China joins US in battle against EU carbon rules for airlines
China has joined the US in looking for ways to get out of the EU's upcoming CO2 cap-and-trade regime for foreign airlines flying in and out of the union.
A senior Chinese official speaking at an aviation forum in Beijing on Wednesday (11 May) said its airlines should get special treatment because China is still a relatively poor country.
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"The EU needs to take into account the different situations of developing and developed countries ... So far they are insisting on carrying on with the plan," the chief of China's Civil Aviation Administration of China (CAAC), Li Jiaxiang, said according to Reuters.
European Commission climate spokesman Isaac Valero-Ladron told Bloomberg the same day that China has applied for an exemption because it has plans to offset its planes' CO2 emissions in Europe with carbon cuts at home.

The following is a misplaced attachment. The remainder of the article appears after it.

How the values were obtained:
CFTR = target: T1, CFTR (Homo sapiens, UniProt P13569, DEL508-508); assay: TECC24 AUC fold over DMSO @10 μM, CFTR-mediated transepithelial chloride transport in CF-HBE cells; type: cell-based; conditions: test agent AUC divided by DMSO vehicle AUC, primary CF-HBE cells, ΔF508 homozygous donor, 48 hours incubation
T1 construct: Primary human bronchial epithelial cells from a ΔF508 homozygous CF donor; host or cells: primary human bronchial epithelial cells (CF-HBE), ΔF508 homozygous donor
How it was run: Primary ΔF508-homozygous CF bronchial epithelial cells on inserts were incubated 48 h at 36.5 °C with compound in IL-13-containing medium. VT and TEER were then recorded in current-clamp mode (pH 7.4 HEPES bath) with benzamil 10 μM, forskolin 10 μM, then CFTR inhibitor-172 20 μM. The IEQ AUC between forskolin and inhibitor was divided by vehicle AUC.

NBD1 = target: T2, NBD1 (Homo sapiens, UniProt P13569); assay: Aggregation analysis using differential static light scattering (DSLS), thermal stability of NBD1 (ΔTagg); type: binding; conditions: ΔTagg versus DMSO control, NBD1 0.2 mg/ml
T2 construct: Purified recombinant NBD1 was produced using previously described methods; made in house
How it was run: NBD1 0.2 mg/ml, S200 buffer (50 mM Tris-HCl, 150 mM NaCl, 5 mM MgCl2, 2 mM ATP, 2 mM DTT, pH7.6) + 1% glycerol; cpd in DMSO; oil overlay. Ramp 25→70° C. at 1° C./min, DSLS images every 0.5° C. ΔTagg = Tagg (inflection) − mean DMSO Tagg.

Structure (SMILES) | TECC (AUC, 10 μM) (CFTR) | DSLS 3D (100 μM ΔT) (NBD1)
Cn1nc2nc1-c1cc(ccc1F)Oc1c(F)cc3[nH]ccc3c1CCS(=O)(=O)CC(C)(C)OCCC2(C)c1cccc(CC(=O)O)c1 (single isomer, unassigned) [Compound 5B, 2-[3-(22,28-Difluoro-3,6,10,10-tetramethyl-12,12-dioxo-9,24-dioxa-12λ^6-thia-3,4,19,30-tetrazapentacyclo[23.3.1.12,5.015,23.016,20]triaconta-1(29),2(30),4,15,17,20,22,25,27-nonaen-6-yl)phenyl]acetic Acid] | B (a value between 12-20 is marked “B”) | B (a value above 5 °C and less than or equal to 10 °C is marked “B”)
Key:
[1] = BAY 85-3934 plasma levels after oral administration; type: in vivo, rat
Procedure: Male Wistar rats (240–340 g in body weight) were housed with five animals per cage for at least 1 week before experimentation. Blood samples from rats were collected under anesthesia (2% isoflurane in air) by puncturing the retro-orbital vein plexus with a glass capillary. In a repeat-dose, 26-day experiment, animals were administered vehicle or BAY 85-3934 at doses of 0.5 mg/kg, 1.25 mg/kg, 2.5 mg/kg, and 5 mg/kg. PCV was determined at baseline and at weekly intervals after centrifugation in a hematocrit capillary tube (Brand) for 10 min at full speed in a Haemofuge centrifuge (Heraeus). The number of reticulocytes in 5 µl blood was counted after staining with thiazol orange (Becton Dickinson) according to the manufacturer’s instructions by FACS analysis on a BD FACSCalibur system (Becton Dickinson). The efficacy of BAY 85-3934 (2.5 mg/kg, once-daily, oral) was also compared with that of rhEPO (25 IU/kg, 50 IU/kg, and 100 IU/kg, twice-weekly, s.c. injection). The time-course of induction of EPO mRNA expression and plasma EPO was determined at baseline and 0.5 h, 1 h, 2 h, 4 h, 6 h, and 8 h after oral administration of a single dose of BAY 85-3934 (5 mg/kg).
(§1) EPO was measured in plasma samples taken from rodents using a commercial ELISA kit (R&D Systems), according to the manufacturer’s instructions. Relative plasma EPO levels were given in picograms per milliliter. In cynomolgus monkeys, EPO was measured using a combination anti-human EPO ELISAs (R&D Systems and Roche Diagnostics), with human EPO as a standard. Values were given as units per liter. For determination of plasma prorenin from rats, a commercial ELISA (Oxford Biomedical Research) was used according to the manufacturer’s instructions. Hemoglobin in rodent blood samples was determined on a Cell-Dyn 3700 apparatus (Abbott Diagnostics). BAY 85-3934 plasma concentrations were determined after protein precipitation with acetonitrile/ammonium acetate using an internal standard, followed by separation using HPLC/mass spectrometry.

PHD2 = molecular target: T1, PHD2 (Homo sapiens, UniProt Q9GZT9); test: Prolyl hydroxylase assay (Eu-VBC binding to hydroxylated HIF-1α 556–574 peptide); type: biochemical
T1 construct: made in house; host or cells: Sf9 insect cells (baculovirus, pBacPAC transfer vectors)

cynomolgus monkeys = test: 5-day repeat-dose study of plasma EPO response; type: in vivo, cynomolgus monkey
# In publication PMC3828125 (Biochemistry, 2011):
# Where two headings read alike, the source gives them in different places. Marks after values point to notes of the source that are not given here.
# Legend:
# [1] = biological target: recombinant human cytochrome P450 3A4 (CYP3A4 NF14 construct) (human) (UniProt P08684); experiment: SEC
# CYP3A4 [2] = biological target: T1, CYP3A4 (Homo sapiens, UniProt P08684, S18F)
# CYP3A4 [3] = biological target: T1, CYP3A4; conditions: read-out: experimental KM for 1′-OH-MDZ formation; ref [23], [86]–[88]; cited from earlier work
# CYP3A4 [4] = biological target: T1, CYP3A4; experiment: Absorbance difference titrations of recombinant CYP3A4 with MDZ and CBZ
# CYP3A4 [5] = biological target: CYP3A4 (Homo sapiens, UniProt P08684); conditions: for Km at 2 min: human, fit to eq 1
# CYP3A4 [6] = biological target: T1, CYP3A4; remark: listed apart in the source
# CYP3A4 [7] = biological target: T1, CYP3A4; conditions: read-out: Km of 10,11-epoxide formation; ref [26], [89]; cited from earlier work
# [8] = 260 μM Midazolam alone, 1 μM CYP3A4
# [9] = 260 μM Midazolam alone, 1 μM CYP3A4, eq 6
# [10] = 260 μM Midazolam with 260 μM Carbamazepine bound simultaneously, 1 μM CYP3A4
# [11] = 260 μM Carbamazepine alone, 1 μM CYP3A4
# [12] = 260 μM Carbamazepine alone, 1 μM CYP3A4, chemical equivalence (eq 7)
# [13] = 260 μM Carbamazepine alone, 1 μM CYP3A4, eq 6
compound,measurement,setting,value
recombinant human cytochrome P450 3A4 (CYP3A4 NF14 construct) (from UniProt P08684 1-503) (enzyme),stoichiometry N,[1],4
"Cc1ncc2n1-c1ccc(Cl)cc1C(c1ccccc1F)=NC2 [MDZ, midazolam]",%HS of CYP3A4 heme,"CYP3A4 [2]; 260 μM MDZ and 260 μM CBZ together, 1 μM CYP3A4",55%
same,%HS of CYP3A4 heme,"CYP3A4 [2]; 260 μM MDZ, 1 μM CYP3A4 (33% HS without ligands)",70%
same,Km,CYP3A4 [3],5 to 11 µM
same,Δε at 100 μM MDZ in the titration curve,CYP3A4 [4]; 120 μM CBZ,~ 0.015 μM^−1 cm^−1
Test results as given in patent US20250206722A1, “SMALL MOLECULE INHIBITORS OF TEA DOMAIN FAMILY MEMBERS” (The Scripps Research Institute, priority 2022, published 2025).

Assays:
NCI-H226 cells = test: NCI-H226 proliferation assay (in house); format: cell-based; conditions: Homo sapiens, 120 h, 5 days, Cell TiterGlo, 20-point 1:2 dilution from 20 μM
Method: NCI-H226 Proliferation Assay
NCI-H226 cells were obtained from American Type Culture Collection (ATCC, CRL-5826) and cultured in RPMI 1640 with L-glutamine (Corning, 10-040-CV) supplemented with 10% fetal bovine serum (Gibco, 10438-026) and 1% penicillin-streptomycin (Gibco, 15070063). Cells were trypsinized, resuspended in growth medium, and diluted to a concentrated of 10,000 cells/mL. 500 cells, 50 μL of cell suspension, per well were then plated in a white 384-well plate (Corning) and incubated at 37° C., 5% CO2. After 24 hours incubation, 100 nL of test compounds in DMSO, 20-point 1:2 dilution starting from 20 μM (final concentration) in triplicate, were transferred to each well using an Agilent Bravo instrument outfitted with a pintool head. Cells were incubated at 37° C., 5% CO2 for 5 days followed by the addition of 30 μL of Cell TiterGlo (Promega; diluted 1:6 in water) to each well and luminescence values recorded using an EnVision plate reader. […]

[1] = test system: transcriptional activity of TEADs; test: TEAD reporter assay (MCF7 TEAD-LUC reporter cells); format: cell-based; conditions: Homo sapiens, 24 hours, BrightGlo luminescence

For his part, the chairman of China's airline trade lobby, the China Aviation Transport Association, Liu Shaoyang, said his body is "ready to sue the EU at any time ... All the Chinese airlines are against this plan - it is not legally binding and it is only useful in Europe."
From 1 January 2012 all airlines flying in and out of the EU as well as all internal carriers will have to cut emissions down to fit new quotas or purchase bigger quotas in the framework of the Emissions Trading Scheme.
The US is also a long-standing opponent of the plan, with American airlines battling the decision through international courts.
The EU opted to include non-EU airlines on environmental grounds but also in order not to give third countries' carriers a competitive advantage over soon-to-be-quota-bound EU businesses.
China's CAAC estimates the scheme will cost its airlines some €85 million in 2012 and €320 million a year by 2020.
Consulting firm RDC Aviation in a report in January said airlines inside the EU put 171 million tonnes of CO2 into the atmosphere, slightly up on 2009, but still below levels of 176 million tonnes seen before the economic crisis struck in mid-2008.
Air China alone accounted for 1.2 million tonnes, up 13 percent on 2009.
A long-term forecast published also in January by the Brussels-based air-traffic body, Eurocontrol, said the number of flights in Europe is set to almost double to 16.9 million a year by 2030.